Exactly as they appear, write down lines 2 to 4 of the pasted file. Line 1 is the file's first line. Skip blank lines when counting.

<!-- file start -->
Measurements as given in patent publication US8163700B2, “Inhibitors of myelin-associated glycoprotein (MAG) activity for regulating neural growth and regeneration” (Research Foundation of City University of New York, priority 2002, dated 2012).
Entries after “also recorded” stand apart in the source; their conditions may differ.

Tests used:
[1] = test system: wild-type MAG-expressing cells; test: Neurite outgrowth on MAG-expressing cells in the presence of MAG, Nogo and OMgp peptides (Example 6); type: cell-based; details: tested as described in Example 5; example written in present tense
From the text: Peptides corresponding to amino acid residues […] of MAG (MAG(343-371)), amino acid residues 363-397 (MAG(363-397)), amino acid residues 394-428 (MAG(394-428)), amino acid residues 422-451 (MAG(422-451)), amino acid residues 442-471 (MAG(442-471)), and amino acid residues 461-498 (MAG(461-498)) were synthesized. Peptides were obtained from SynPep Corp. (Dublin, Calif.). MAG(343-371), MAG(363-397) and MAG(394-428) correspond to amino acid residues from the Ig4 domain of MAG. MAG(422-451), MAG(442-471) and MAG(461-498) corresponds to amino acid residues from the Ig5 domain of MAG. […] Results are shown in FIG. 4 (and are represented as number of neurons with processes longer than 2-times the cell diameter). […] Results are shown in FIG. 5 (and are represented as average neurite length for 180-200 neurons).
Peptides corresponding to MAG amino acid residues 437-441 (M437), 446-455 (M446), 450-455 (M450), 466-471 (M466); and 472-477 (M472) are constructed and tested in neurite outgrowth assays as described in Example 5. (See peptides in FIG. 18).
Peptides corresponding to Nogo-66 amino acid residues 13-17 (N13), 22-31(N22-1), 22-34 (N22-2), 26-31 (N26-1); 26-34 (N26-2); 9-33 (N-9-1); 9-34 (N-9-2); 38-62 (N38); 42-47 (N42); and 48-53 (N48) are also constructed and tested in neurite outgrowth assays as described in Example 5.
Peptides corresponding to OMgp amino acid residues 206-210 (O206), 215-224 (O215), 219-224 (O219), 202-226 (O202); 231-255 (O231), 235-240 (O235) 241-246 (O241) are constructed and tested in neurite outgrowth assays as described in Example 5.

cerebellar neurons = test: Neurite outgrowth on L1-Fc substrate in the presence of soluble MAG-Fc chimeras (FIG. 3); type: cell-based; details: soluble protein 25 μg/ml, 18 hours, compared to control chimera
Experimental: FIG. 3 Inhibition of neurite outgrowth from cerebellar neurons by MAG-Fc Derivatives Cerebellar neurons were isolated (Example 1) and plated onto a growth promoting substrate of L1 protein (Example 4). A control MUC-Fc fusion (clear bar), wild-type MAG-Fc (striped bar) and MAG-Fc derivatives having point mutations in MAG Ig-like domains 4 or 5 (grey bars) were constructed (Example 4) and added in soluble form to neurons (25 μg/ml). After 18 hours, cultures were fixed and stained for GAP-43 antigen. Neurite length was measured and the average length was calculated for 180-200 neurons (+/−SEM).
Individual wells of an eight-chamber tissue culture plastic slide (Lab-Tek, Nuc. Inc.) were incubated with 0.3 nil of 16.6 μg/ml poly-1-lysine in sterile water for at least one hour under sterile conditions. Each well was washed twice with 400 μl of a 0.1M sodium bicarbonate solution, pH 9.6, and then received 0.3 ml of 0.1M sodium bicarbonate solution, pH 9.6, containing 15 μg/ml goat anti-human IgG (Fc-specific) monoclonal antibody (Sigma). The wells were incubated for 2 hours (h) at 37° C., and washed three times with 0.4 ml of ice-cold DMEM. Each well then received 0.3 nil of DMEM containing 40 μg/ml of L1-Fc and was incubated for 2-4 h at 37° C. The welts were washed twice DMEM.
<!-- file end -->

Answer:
Entries after “also recorded” stand apart in the source; their conditions may differ.

Tests used:
[1] = test system: wild-type MAG-expressing cells; test: Neurite outgrowth on MAG-expressing cells in the presence of MAG, Nogo and OMgp peptides (Example 6); type: cell-based; details: tested as described in Example 5; example written in present tense